Saturday, January 21, 2012

Tinker, Tailor, Soldier, Spy

It's not exactly fair to call Tomas Alfredson's interpretation of Tinker, Tailor, Soldier, Spy incomprehensible, but between the three of us, I was the only one who could figure out what was going on, and it took me an hour.

I did warn the kids in advance that spy movies could be rather difficult to follow. They don't really know that much about the cold war. (We won! Wooo!) Someone I know who read the book said it was impossible to follow without having read the book, so I can feel reasonably smug—or if I'm wrong about what went down, comfortably deluded.

The Flower didn't seem to mind too much. The Boy actually liked it, while conceding he didn't have the faintest clue what was going on.

I'm not quite sure why that is. There's a good atmosphere. (Alfredson's last film was the moody Let The Right One In.)  The music is used judiciously and sparingly.

Acting? Well, Gary Oldman plays George Smiley, the lead spy and—well, what can I say? It's a dramatically understated part. He mostly has to be there. There's a quiet righteousness to it, but I suspect the garnering of nominations for Oldman are because he's Oldman, in spite of the part. (At least, I don't see award ceremonies  really appreciate subtlety.)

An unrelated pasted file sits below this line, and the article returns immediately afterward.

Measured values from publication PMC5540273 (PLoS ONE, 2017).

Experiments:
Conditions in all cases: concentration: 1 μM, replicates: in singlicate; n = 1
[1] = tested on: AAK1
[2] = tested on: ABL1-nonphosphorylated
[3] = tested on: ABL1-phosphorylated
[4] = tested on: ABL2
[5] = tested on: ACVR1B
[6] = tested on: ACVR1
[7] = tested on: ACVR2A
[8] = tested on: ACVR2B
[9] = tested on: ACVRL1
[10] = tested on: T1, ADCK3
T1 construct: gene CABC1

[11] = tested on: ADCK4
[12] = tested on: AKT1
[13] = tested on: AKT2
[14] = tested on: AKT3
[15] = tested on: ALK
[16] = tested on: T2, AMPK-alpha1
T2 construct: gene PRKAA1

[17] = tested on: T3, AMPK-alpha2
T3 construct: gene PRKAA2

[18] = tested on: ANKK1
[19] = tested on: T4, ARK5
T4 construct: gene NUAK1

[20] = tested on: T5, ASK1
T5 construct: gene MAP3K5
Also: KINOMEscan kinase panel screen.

There are more excitable characters around him, though not very. Toby Jones plays an irascible Scot, but most of the remaining cast are degrees of moody. Mark Strong (last seen in Green Lantern), Ciaran Hinds (of The Debt), Colin Firth, etc. Well, it's the cold war. Nobody was laughing.

Ultimately, this is what you'd expect from a cerebral espionage movie. A little murky, paranoid, effectiveness somewhat blunted by the occasionally confusing delivery.

What's probably the most noteworthy thing about it, is that the story works, even if you can't follow it. Compare that with so many of the movies this year, where you can follow the events perfectly, and yet there seems to be no actual working story.

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